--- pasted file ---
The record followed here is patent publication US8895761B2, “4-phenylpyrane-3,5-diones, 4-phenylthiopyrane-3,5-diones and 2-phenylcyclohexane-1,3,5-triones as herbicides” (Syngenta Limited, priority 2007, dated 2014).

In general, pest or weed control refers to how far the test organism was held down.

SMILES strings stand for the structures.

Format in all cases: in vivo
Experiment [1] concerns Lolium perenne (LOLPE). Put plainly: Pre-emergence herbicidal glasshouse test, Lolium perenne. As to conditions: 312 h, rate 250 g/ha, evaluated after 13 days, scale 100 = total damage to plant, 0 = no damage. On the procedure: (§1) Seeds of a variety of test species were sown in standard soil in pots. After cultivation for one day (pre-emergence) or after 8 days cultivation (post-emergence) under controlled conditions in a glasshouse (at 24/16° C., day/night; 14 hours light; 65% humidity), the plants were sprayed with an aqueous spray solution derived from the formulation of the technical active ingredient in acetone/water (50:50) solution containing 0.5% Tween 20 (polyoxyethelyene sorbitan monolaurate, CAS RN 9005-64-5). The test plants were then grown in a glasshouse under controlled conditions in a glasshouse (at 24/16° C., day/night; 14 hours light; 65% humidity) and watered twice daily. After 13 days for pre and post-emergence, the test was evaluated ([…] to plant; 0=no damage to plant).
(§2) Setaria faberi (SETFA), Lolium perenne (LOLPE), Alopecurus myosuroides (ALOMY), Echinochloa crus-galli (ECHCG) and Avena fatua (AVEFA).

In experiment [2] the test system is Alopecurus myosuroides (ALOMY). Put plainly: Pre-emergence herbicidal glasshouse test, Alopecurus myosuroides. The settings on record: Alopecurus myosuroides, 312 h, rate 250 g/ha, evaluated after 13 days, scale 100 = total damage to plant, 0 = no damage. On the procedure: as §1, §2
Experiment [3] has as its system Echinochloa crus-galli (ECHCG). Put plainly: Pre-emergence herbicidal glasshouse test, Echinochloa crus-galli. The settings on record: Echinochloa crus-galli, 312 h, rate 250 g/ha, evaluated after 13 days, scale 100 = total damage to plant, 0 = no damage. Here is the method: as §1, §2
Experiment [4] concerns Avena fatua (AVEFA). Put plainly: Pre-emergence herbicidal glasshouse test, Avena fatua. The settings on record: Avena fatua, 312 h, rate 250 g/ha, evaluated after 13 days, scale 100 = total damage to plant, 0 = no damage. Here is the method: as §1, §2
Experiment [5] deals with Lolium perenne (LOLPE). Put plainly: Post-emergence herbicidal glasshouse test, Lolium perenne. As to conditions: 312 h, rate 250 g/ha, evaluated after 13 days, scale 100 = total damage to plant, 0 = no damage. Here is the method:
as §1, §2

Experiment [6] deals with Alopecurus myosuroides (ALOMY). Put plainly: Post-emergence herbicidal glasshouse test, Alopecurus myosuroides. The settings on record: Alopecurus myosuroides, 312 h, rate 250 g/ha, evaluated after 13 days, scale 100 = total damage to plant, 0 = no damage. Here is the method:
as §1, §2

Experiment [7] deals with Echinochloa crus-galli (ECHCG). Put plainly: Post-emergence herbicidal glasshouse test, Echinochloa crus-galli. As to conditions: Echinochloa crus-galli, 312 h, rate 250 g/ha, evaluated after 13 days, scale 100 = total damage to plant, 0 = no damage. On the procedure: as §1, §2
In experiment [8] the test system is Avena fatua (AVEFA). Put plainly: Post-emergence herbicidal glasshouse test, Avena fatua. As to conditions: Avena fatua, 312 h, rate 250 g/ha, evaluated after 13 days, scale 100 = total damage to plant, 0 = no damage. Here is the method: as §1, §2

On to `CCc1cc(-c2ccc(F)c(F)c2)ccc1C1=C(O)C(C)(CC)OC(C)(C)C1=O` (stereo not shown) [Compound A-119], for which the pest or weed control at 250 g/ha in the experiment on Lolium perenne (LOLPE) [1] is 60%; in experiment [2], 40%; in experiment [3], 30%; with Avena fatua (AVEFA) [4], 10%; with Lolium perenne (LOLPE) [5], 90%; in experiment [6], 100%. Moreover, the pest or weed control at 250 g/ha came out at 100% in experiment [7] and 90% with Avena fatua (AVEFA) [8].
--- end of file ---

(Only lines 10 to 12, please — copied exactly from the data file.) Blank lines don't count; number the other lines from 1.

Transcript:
Experiment [5] deals with Lolium perenne (LOLPE). Put plainly: Post-emergence herbicidal glasshouse test, Lolium perenne. As to conditions: 312 h, rate 250 g/ha, evaluated after 13 days, scale 100 = total damage to plant, 0 = no damage. Here is the method:
as §1, §2

Experiment [6] deals with Alopecurus myosuroides (ALOMY). Put plainly: Post-emergence herbicidal glasshouse test, Alopecurus myosuroides. The settings on record: Alopecurus myosuroides, 312 h, rate 250 g/ha, evaluated after 13 days, scale 100 = total damage to plant, 0 = no damage. Here is the method: